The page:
Morghoven Member

    Which seems a bit unfair on the harpist!!

    In a lot of cases, bands at concerts will tune to the principal cornet in an offstage room somewhere, often without an electronic gizmo to tell them whether they're at A=440, 442 or anything else. If all the percussion is on stage, then you're in a bit of a no-win situation. I personally usually do tune timps using the glock, and I get good results that way...but I have to agree with shedophone's point that the most important thing you can use for tuning is your ears, same as any other instumentalist. If you tune timps to a glock and it works, then stick with it - if it doesn't work, find a different method.

    Our conductor once asked me if I could make the tubular bells sharper.... :roll: (drummerboy - I know what you're thinking - don't say it!)

  15. bagpuss

    bagpuss Active Member

    Yeah, I'll agree with you on those points. However it depend on your definition of 'new'. Our glock (premiere) is tuned to A440hz (it says so on the note bar. With reference to tuning a band, most people I know use one of these tuning machines, 90% of which are set at A440hz.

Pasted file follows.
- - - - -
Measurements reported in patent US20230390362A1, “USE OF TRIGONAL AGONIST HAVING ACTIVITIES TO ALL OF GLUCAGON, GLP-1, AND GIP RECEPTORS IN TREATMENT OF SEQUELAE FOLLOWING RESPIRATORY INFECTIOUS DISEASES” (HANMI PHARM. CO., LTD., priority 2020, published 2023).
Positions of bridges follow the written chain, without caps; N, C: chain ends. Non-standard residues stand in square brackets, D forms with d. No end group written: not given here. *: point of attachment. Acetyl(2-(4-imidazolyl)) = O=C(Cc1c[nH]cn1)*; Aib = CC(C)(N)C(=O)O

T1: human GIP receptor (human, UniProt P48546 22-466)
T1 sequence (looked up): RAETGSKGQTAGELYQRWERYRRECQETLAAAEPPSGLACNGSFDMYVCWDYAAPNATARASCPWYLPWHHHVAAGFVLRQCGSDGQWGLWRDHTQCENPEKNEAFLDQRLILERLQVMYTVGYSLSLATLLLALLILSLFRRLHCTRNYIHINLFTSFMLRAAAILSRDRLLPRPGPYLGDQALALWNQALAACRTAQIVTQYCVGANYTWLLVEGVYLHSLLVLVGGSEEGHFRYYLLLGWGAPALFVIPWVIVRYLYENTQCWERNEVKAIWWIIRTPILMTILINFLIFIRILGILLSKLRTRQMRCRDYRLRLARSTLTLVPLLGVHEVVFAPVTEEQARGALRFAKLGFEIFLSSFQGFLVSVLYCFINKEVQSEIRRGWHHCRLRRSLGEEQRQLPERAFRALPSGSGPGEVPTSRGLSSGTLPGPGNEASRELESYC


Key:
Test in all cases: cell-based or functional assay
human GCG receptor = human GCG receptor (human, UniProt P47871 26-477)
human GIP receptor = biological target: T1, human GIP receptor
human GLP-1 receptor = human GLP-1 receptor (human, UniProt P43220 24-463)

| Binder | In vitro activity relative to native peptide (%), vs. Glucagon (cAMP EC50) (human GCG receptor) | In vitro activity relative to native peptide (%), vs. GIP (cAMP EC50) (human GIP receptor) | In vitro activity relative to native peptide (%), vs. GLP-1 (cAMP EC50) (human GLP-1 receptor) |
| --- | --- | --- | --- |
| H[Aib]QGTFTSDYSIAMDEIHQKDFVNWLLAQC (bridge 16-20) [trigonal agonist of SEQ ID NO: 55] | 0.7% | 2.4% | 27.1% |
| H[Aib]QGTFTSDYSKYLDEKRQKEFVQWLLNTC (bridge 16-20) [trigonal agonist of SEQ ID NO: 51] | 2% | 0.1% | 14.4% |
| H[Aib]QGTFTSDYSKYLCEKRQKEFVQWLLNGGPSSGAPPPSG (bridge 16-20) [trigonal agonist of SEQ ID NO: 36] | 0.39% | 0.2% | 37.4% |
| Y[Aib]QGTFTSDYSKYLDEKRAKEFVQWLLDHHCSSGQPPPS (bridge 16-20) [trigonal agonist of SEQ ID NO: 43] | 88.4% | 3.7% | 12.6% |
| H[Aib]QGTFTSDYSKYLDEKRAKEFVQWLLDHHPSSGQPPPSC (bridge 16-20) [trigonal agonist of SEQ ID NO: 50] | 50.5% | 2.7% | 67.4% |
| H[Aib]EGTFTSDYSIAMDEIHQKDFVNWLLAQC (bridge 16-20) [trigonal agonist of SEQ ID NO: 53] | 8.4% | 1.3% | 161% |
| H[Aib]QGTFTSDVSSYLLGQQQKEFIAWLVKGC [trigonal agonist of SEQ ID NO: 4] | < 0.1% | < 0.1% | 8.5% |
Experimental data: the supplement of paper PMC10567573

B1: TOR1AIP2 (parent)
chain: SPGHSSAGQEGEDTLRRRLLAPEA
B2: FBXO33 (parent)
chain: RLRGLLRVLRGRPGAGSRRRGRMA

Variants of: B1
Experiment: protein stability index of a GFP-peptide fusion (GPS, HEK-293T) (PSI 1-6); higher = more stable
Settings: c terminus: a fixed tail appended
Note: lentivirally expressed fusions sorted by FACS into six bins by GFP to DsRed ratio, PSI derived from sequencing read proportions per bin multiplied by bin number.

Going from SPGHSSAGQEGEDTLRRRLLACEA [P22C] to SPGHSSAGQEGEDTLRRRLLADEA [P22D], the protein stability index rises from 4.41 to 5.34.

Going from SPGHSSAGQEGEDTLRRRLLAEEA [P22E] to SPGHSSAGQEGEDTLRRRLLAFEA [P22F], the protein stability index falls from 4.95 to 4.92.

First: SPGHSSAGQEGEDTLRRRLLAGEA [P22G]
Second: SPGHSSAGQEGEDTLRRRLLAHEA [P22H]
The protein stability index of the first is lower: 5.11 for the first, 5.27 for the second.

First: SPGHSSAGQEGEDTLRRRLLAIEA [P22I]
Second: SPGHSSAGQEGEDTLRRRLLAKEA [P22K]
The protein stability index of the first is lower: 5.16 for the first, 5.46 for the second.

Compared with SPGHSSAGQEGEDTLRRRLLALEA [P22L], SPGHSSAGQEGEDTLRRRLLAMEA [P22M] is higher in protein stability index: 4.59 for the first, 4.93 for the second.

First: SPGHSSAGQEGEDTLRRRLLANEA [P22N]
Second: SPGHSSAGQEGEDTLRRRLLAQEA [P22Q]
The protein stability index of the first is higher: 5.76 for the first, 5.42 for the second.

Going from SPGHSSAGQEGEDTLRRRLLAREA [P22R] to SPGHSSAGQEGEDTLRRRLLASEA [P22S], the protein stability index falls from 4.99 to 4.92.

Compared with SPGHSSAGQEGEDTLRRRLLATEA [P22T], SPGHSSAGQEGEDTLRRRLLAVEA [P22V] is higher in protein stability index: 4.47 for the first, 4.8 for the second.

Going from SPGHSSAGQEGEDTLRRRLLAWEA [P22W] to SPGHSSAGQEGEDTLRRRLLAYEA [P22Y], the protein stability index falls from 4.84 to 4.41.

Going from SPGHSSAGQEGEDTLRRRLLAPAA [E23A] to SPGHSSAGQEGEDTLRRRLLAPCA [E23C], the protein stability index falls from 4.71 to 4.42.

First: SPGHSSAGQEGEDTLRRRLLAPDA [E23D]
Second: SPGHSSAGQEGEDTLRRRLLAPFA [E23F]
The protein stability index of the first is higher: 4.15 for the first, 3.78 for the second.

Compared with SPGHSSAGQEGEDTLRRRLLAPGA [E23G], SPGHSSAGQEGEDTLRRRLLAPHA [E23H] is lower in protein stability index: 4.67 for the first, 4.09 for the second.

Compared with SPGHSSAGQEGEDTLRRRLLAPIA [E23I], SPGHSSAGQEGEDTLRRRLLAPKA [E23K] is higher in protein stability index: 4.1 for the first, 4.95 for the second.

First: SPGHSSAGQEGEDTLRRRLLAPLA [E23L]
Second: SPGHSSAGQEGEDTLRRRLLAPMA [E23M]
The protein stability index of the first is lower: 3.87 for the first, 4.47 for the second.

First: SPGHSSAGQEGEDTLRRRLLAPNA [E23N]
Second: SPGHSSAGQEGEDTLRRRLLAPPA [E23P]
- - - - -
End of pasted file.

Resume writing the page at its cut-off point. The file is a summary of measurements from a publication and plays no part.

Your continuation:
Will agree and partially disagree on these points. The head MUST be in tune with itself otherwise you have absolutely no hope of getting it in tune with anything let alone the band. With regard to carrying the timps around by the rims, I have always found that provided your tension is even all the way round (therefore head in tune with itself), then if the head is dislodged whilst carrying it by the rim, it's not likely to be dislodged by much and also, it will dislodge evenly making it much easier to re-tune of necessary before playing it. With regard to perfect pitch.....I WISH I HAD IT!! Having said that, when I tune to a glock (or anything else for that matter) I can always tell if the timp is minutely out of tune and it will grate on my ears. Most other people can't hear the difference but I can. I suppose it's like being able to hear a TV even when it's on standby or the sound is off. (I can hear that too)

    Couldn't agree more. It's a shame that more people don't use them (judging by some of the efforts I've heard on contest platforms!!!!)

    Sorry if that's a bit bitchy!!!!

  16. bregeband1223

    bregeband1223 Member

    I agree

    We percussionists that all agree :D